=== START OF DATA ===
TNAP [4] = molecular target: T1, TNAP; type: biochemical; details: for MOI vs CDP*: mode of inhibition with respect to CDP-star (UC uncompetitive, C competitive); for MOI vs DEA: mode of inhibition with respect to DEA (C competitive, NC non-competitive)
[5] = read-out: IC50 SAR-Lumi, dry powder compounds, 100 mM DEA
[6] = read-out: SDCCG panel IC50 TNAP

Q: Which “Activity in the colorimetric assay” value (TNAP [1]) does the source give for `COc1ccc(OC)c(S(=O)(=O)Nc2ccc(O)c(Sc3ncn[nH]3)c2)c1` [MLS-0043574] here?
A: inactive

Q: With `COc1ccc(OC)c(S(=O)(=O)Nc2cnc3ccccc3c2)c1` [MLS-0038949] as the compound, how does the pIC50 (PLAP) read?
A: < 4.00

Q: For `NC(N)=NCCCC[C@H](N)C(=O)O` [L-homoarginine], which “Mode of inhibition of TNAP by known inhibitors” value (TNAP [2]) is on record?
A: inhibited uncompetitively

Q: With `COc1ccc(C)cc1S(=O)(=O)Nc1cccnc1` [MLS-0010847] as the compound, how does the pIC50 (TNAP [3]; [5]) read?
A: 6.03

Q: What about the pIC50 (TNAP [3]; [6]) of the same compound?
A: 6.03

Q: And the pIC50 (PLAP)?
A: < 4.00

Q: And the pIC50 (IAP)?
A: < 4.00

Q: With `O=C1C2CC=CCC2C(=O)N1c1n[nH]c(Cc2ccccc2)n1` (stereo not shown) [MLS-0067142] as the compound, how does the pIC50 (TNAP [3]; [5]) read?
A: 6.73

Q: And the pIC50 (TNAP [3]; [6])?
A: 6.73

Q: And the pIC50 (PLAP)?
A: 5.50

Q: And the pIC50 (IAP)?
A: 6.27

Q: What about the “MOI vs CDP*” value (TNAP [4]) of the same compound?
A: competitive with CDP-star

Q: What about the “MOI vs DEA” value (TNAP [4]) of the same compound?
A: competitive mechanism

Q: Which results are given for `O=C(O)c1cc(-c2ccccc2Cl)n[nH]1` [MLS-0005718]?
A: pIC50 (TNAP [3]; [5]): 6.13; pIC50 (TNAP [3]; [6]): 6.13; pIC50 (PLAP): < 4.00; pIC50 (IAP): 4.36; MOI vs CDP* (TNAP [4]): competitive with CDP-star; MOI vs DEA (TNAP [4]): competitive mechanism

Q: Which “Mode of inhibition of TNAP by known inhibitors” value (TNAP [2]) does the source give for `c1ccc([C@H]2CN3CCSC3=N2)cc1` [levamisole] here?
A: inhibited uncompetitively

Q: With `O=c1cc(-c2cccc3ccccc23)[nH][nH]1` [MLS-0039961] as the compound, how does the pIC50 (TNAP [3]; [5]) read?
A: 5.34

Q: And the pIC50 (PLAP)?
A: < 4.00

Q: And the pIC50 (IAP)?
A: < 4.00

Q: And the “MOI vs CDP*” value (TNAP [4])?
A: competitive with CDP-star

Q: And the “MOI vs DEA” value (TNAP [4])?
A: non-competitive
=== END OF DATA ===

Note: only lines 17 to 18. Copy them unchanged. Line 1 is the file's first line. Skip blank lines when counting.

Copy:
A: < 4.00

Q: With `O=C1C2CC=CCC2C(=O)N1c1n[nH]c(Cc2ccccc2)n1` (stereo not shown) [MLS-0067142] as the compound, how does the pIC50 (TNAP [3]; [5]) read?